Although the very next day the mercurial president attempted to strong-arm GOP Senators into making another push for Plan A, that approach looks likely to fail, even if Plans A and B make it to a floor vote this week. Thus, for the near term it looks like Trump will be following his Trotskyite the-worse-the-better Plan C. While a clear violation of his oath to take care that the laws be faithfully executed, not to mention immoral, there is a question whether it will work as a political matter. Is Trump right that by "letting" (about which more below) Obamacare fail, the GOP won't own that failure?

As the president himself might say . . . WRONG! Announcing that you are going to let Obamacare fail means that you own it. Or at least it should.

Sunday, July 23, 2017

Christopher Nolan, the Trump of Dunkirk, Misses the Boat

By Diane Klein

In "Dunkirk," Christopher Nolan (of "Interstellar" and "Dark Knight" fame) has given us a war movie only Donald Trump could love.  Full of bombast and spectacle, it is ignorant of history, devoid of nuance, frequently unintelligible, and ineloquent.  It is a movie by, for, about, and starring handsome Anglophone White men, and reflects a view of history in which only their lives matter.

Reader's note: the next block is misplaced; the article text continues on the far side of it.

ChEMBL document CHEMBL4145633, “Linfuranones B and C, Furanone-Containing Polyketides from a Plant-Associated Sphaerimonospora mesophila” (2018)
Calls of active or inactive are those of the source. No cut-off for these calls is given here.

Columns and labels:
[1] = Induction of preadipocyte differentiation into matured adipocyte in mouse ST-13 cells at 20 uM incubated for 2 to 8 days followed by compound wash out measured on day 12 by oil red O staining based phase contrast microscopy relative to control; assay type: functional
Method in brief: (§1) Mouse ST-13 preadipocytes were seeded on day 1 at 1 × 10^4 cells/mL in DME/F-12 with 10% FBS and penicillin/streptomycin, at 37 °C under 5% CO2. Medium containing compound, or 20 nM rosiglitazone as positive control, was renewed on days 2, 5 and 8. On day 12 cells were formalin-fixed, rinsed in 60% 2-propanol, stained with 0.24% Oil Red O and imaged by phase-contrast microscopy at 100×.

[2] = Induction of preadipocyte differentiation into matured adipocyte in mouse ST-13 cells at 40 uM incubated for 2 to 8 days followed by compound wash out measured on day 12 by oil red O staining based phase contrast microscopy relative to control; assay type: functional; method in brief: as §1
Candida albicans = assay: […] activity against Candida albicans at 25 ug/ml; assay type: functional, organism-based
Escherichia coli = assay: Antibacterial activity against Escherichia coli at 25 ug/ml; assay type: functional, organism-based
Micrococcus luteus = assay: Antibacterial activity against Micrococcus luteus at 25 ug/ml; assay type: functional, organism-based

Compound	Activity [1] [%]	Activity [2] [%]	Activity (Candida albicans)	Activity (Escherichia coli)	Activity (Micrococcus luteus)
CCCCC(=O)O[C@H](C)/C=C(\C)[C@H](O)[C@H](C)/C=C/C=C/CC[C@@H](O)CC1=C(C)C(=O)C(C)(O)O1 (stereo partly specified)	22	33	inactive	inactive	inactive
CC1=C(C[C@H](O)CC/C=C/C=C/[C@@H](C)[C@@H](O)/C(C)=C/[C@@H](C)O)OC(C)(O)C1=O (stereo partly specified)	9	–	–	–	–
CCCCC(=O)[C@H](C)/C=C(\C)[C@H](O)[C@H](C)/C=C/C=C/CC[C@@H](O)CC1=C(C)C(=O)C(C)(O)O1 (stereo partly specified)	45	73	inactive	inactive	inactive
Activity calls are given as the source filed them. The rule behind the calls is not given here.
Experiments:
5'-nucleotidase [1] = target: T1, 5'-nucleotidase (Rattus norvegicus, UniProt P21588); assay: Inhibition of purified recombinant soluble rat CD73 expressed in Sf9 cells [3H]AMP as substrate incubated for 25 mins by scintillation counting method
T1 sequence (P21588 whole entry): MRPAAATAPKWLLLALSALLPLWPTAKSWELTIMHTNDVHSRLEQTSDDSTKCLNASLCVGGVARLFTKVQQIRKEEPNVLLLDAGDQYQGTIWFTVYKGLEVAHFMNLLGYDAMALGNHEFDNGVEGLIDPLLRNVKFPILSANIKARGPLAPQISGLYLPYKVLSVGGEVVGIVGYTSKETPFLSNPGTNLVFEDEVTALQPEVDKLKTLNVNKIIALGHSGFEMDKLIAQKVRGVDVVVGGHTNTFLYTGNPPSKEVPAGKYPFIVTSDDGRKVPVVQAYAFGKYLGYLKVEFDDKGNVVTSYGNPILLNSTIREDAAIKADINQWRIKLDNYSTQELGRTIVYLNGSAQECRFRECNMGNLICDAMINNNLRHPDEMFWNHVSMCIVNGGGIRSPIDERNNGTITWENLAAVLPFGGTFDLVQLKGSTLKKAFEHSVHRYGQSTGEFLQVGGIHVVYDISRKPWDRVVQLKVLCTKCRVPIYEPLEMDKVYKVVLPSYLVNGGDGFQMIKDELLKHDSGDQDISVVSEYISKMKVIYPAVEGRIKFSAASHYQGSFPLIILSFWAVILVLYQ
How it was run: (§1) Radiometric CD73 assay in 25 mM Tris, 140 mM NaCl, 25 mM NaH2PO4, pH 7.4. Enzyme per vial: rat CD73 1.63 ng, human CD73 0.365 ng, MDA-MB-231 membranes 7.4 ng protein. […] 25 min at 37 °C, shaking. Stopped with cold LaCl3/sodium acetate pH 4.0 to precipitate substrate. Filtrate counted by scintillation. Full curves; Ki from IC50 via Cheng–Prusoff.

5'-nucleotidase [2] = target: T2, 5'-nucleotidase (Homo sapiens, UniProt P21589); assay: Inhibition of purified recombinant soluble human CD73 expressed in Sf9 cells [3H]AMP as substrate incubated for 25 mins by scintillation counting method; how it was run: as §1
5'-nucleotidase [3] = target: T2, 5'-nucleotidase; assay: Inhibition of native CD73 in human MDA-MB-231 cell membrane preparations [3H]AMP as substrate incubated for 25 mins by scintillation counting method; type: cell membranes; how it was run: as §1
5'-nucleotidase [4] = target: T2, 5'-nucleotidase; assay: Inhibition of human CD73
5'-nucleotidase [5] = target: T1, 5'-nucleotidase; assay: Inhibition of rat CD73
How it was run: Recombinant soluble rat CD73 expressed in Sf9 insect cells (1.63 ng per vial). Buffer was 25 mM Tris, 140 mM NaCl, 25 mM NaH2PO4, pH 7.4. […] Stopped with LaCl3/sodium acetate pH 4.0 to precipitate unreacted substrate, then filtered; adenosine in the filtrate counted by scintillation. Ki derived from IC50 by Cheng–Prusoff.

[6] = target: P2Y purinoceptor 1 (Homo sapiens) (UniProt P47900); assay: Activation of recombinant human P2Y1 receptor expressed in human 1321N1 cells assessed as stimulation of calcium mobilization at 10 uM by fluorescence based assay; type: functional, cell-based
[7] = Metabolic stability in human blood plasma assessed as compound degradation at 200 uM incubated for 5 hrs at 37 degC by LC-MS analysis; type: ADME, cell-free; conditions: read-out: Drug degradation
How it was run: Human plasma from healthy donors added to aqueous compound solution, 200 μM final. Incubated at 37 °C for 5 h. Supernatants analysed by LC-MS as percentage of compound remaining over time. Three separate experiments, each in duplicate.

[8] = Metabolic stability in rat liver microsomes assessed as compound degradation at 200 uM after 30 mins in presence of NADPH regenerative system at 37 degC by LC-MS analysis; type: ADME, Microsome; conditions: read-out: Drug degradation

The film's subject is the evacuation from Dunkirk in Northern France, of more than 300,000 Allied troops, mostly the British Expeditionary Force but also French, Belgians, and others.  The evacuation occurred between May 26 and June 4, 1940 - but the film takes place in what critic David Edelstein calls "Nolan time" - "cutting among several locations in several timelines." However effective this may have been in "Memento," here, it serves mostly to confuse and distract. Nolan's film doesn't tell us what year it is, much less what day - but perhaps that is because he can't.

Friday, July 21, 2017

The Prime Directive Is to Protect the Rule of Law

by Neil H. Buchanan

The transcript of Donald Trump's recent interview with the editors of The New York Times could simply be titled: "The Case for Dictatorship: A Child-Like Narcissist's Guide to Destroying America."  As soon as Trump started talking, he revealed for the umpteenth time that he is unwilling or unable to understand the limits on the president's power.